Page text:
Good repair manual for 1978 Oldsmobile Delta 88? - ClassicOldsmobile.com


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Old July 5th, 2017, 04:04 AM   #1
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Good repair manual for 1978 Oldsmobile Delta 88?

Hello,

I recently bought a one-owner 1978 Oldsmobile Delta 88 four-door sedan. It runs and drives, needs a few things (mostly cosmetic) but I plan on doing a tune-up soon along with a few other things in preparation for California SMOG testing (bought it in Arizona and shipped it over here).

California is stupid strict on their catalytic converters, so I'm going to have to find a state-legal one for this car. Among other things, the fuel gauge doesn't read properly (says full when turned on, goes down to 2/3 when off), shift indicator on dashboard is stuck in Park (though the tranny and shift lever work perfectly fine), drive belts are worn, also I need to replace the ignition lock cylinder (I'm able to start the car without the key!).

While I can find parts of rockauto.com, I'm having a tough time finding a good thorough repair manual for this car. Most ones are generic manuals that cover multiple models over a decade or longer (like 1970-1990 Oldsmobiles/Pontiacs/Buicks/etc) - I'd like to do better and more specific than that if possible (e.g. I was able to find a large repair manual for my 1984 Honda Accord that is for that model year only - can't get anymore specific than that!).

What repair manual do you folks recommend?
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Old July 5th, 2017, 04:20 AM   #2
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Factory repair manuals are the only way to go. Look on E-bay or post in wanted section here.
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Old July 5th, 2017, 06:20 AM   #3
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Specifically, the original looks like this. You can find them on ebay for $10-$15. There is also a PDF scanned version on line. I do not know how complete it is or if the resolution is sufficient, but it might be useful until you can find an original.

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Old July 5th, 2017, 06:45 AM   #4
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Welcome to the site... Good luck with your new project... An original chassis service service, as Joe showed in his post, is the best reliable source of factory information...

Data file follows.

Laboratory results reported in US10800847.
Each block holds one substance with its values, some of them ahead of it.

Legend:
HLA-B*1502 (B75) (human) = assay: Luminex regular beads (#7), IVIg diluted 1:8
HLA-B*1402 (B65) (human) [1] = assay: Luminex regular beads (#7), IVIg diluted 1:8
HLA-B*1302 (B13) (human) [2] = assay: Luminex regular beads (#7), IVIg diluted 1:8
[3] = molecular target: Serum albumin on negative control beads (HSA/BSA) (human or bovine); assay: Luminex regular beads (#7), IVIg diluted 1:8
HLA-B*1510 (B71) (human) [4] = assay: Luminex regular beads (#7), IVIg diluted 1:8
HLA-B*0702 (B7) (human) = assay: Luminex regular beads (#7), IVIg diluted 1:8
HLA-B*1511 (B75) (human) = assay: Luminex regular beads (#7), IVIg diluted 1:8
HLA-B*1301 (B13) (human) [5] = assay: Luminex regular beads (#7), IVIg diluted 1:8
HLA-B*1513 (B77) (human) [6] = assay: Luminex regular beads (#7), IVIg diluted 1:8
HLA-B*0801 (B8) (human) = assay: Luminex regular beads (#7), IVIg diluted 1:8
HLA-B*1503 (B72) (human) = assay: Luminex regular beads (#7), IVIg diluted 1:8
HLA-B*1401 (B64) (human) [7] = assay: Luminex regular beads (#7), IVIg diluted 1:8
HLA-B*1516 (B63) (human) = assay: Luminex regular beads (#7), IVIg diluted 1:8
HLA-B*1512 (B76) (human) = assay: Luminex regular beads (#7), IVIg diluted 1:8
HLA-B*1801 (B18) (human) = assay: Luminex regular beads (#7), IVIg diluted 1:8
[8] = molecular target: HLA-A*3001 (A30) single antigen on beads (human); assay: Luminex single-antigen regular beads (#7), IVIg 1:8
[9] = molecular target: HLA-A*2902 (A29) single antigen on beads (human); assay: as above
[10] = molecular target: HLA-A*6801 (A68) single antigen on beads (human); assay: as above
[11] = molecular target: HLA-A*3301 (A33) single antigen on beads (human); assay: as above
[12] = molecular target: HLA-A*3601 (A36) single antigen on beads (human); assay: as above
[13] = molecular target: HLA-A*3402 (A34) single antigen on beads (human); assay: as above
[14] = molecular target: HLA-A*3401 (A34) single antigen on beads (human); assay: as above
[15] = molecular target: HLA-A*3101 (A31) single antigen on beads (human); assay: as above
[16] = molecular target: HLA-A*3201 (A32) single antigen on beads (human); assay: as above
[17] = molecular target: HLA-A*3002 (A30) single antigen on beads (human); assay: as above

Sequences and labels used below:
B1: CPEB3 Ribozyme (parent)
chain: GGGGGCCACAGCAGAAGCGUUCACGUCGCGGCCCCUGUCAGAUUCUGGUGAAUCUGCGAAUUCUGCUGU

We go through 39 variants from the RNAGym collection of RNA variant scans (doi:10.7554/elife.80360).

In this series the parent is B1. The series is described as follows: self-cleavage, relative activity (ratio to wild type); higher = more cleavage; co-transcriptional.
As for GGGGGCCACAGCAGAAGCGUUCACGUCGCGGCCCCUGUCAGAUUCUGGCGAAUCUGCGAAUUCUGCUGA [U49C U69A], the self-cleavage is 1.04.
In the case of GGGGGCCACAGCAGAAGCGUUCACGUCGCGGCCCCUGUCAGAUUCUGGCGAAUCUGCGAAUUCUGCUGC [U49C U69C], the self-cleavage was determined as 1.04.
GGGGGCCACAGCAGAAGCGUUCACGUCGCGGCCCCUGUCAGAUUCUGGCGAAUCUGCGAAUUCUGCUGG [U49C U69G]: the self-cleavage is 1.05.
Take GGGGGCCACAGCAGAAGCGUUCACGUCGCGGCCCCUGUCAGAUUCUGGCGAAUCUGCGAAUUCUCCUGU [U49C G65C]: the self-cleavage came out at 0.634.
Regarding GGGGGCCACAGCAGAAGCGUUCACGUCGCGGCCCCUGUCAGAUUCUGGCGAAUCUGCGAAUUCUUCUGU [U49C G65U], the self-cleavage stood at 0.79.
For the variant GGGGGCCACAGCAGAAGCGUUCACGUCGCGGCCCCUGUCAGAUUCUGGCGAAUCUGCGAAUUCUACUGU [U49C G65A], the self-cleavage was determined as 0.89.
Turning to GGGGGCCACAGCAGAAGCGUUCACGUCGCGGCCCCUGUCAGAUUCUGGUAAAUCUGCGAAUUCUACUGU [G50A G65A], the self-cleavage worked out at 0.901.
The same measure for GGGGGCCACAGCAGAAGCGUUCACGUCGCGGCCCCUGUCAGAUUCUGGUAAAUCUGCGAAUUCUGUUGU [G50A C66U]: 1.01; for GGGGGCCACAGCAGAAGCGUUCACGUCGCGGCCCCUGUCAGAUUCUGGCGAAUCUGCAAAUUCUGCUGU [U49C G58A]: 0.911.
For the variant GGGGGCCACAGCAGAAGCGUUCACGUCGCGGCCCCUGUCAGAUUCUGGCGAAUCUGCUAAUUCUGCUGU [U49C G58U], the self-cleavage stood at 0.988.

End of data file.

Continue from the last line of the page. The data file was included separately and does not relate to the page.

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Old July 5th, 2017, 01:14 PM   #5
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I have a '78 Toronado, which shares some things with your car. Good luck with it.

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the fuel gauge doesn't read properly (says full when turned on, goes down to 2/3 when off)
Where the fuel gauge goes when the key is off is of no relevance as no power is getting to it. Gauge needles can drift and park themselves anywhere.

I completely redid the fuel system on my Toro from front to back. New tank, sending unit, rubber lines, and fuel pump. The fuel gauge circuit is as simple as they come. If the gauge reads full all the time no matter how much fuel is in the tank, you have an open in the fuel gauge circuit. The most likely culprit is a bad ground connection. There are two wires coming off of the sending unit on top of the tank. One goes to the rear of the car and connects to the wire coming from the gauge in the front of the car. The other wire is short and connects to the grounding point which, if it's in the same place as on my car, is just above the tank, forward of it, on the passenger side. You'll have to crawl under the car (having it well supported on jack stands makes this much easier) and look in that area. Once you've found the ground wire, make sure it actually is securely connected under the screw and that there is no corrosion in that area.

If all is good here and the gauge still reads F all the time, then you have to separate the other wire coming off the sending unit where it attaches to the wire from the front of the car (there is usually a plastic connector that pulls apart). Ground the side of the wire coming from the front of the car and turn the key on. The gauge should read E. Remove the wire from ground and it should go to F or perhaps well past it. If it does these things, the gauge is fine and the wiring from the gauge to the rear of the car is fine, and your last resort is the sending unit itself. Both new gas tanks, if needed, and new sending units are available for this car, but, of course, replacing either requires dropping the tank.

And, yes, the very first thing I bought after I bought the car itself was the service manual noted above, on ebay. I bought the '78 Fisher Body manual as well. There are several on ebay right now in the $10 to $15 range, plus shipping.

This one is $8.26 buy-it-now price plus $8 shipping. The whole thing for $16 is pretty good.


http://www.ebay.com/itm/GM-FACTORY-1...lZMx7W&vxp=mtr


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Old July 9th, 2017, 09:02 AM   #6
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I have a '78 Toronado, which shares some things with your car. Good luck with it.

Where the fuel gauge goes when the key is off is of no relevance as no power is getting to it. Gauge needles can drift and park themselves anywhere.